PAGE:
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Walk through any CBD at lunchtime and you’ll pass hundreds of men in expensive – and often ill-fitting – suits.

James Wakefield, co-founder of online menswear tailor InStitchU, is trying to make it easier and cheaper for men to dress well for work.

Opened in 2010, InStitchU has grown through word of mouth, and is expanding into the UK later this year.

Dynamic Business had a chat to Wakefield about how InStitchU has grown and just how far he intends to go.

How did you come up with the idea for InStitchU?

Robin [McGowan] and I both entered the workforce and we were quickly faced with the same challenge that most guys face: you’re expected to have this whole corporate wardrobe, and it’s quite expensive to get at least 3 suits and 6 shirts. When you buy those things you do have to compromise on style, fit, and price. St the same time we had friends who were going over to South East Asia and coming back with high quality tailor made suits and shirts at a much cheaper price.

So we thought, through the power of the Internet, why don’t we give guys the opportunity to design these beautiful garments from the comfort of their own home, and offering it at a very affordable price. It allows guys to get what they want at a great price and through our perfect fit guarantee, we ensure they’re happy with the fit, so it’s win-win for the customer.

You were working in a corporate job – what convinced you it was time to leave it?

I was working at Macquarie Bank as a stockbroker, and at the same time Robin and I were building InStitchU. From a young age I really wanted to run my own business, and you know, you put in 80 hours a week working for a big company that directly benefits just that company. With a startup, every bit of time and effort, every achievement you have benefits you, and you’re helping grow a business which otherwise wouldn’t have existed. It’s rewarding when we look at our revenue now and the team we’ve built here. It’s quite an achievement and it’s quite satisfying to think that we’ve created this from nothing.

Stepping away from a company like Macquarie, where I learned a lot, and comparing that to my first six months running InStitchU with Robin, the amount of things I learned would quickly surpass what I would learn in years at a big company. I got so much exposure to every aspect of a business, whether it was digital strategy like SEO and online marketing or HR, recruitment and building a team, product sourcing. You get to develop a broad skill set very quickly through running your own business, and it would have taken a lot longer to develop that knowledge and understanding at a big company.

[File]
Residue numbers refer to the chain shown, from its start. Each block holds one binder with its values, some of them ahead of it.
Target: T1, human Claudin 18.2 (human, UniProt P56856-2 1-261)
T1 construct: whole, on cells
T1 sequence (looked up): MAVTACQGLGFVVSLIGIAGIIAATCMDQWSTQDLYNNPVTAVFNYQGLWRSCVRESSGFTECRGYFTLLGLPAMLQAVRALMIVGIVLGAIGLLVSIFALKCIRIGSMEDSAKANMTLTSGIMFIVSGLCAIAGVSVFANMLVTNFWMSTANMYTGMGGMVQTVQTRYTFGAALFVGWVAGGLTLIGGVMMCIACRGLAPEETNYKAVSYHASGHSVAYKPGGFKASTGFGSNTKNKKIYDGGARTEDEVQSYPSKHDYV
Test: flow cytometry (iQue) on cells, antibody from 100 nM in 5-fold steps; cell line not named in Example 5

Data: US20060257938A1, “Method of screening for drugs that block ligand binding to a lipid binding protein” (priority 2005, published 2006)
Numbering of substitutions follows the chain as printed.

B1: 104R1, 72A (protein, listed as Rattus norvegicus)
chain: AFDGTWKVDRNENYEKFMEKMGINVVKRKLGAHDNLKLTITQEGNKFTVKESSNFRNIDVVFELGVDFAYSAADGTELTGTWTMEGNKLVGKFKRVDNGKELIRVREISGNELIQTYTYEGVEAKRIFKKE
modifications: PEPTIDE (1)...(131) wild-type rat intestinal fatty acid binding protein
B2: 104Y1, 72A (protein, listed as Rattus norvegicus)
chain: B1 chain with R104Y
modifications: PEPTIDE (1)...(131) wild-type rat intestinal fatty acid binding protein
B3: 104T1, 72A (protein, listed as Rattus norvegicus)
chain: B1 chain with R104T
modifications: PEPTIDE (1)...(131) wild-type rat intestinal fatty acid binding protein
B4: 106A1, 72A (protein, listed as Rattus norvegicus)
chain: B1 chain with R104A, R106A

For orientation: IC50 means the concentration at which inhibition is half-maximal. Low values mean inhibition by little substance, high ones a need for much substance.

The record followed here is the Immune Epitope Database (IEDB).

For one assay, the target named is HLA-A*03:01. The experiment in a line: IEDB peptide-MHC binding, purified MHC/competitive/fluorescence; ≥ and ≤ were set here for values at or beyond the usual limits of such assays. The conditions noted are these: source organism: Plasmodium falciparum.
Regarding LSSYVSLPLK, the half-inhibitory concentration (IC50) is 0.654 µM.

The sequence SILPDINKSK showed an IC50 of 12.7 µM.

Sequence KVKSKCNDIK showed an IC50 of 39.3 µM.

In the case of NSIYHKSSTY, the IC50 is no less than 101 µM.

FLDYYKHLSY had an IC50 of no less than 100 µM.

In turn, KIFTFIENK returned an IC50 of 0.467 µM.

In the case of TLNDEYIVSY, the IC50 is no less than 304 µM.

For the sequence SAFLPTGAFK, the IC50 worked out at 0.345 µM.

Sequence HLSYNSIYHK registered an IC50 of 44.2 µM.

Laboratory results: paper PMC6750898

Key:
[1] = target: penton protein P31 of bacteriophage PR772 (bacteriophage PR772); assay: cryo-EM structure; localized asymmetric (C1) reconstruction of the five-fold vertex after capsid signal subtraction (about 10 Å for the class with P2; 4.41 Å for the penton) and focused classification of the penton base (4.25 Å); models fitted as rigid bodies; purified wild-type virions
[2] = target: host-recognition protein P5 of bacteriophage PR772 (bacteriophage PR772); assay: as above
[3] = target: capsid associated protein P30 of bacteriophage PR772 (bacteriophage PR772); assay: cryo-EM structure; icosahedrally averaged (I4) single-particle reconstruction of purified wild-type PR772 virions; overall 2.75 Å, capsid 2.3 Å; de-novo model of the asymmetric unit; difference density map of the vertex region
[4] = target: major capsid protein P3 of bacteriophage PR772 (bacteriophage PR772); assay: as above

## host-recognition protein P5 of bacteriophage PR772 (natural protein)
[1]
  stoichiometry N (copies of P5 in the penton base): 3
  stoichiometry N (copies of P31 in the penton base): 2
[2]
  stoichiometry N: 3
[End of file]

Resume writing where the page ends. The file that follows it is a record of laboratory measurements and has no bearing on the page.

What sorts of challenges did you face?

One challenge we were faced with initially was growing the business and trying to wear so many hats, doing customer service, sales and marketing, product development, all of that sort of stuff. We should have, in hindsight, started hiring a good team earlier in that process because at that stage, Robin and I doing everything ended up with customers not getting the attention that they deserved, so really quickly we realised we needed to hire great staff and surround ourselves with people who are better at the role than Robin and I were. As soon as we did that, the business really took on a new sort of growth path.

How did the business start growing?

For us, the key contributor to our growth has been word of mouth. We encourage every customer that gets a suit to tell their friends, and we’ve got a few different referral programs. It’s interesting when we do meet a new customer face to face to get measured, because we ask how they heard about us and the resounding answer is that they had a friend who told them about us. We started growing from day one, and the key contributor has been word of mouth.

Though it’s an online business, you do have the face-to-face aspect – what split is there between people who measure and order directly online and customers who come in to the office?

About 80 per cent of our customers do complete the measurement process themselves at home but for Sydney-based customers who work in the city, it is quite easy for them to stop by at lunchtime and check out the fabrics and get their measurements done. We do charge a measurement fee for that, but around 20 per cent of our customers like to come in for their first fitting or suit purchase. Then for their next orders they’ll do it at home because they’re confident in the measurements on the system.

What lies in store for InStitchU?

We are looking to move into women’s wear in the future. We’re testing out that part of the market at the moment, though it’s still early stages at the moment. We’re happy with the garments that do come back, the fit, the measurement process, and think there’s a market for it in Australia then it will definitely be something we explore a bit further. In terms of other strategies, we’ll actually be opening an office in the UK in mid-November, which will be doing everything our Sydney office is doing at the moment, so customers can come in and get measured and check out the fabrics, and driving online sales through those initial meetings.

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Gina Baldassarre

Gina Baldassarre

Gina is a journalist at Dynamic Business. She enjoys learning to ice skate and collecting sappy inspirational quotes.

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